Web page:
After the accounting scandals of the early 2000s, there was a major push by the accounting standards boards to close accounting loopholes and increase transparency into the true financial position of corporations.
One of the loopholes identified was the operating lease loophole under IAS 17 which allowed companies to report operating leases in the footnotes of financial disclosures. In an effort to close that loophole and increase transparency, the International Accounting Standards Board (IASB) released IFRS 16 in January of 2016.
IAS 17 Leases (1997) is the previous lease accounting standard for all companies that report under international financial reporting standards. IAS 17 used a dual-model classification approach. One classification, finance leases, were capitalized on the statement of financial position as an asset and liability and reported on the profit and loss statement as an interest and depreciation expense. The other classification, operating leases, were reported in the footnotes of financial statements.
How to comply with the IASB IFRS 16
lease accounting changes while also driving savings
IFRS 16 replaced IAS 17 starting on 1 January 2019. The major change from IAS 17 was that all leases are now treated as finance leases, with exceptions for short-term and low-value leases. In other words, all leases that were treated as operating leases in the past are now capitalized on the statement of financial position, and reported as an interest and depreciation expense on the statement of profit and loss. As a result of the change, it’s estimated that operating leases totaling more than 2 trillion USD have moved onto corporate balance sheets.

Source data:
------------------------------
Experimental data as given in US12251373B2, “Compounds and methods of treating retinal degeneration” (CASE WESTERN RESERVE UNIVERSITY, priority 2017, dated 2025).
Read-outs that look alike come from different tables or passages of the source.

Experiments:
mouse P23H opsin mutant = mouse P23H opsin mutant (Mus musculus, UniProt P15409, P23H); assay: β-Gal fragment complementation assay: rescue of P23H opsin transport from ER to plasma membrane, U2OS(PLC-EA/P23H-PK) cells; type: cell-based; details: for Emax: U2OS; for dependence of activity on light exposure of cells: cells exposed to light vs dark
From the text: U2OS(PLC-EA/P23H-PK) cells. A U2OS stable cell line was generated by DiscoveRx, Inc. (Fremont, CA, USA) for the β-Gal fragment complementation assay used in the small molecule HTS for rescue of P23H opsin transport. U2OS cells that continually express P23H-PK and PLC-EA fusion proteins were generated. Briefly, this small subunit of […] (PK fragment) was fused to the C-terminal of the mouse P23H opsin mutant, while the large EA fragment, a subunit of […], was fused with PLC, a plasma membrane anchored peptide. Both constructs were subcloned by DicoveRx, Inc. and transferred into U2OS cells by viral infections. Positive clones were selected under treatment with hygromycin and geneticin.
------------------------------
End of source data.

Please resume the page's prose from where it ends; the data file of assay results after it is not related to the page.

For a complete timeline of the events that led up to the release of IFRS 16, read below.
IAS 17 Accounting for Leases (1982) was issued with an effective date of 1 January 1984.
The Group of Four Plus One (G4 + 1) which includes Australia, Canada, New Zealand, the United Kingdom, and the United States plus the IASB published a discussion paper for a converged standard for lessees which called for the elimination of operating leases.
IAS 17 Leases (1997) was issued with an effective date of 1 January 1999. This superseded the previous IAS 17 Accounting for Leases, of 1984. Under IAS 17, leases had to be classified as either operating leases or finance leases. Operating leases were reported as an expense on the income statement and in the footnotes of financial disclosures. Finance leases had to be reported as an asset and liability on the statement of financial position.
G4 + 1 began work on a converged standard for lessors building on the 1996 discussion paper.
The IASB began work on a new lease accounting standard intended to close the loophole of off-balance operating leases.
The IASB released a Discussion Paper covering preliminary views on the creation of a new lease accounting standard and invited comments. The discussion paper proposed moving all leases onto the balance sheet to be capitalized as an asset and liability.
The IASB released the first Exposure Draft for the new lease accounting standard and invited comments. The draft established the model to report all leases on the balance sheet as an asset and liability. In general this model was met with criticism.
The IASB released the second Exposure Draft after multiple discussions with stakeholders and several revisions. This model solidified parts of the new standard, including the model to bring all leases, except short-term leases, onto the balance sheet.
The IASB released IFRS 16 (eIFRS login required) in January of 2016 with an effective date of 1 January 2019.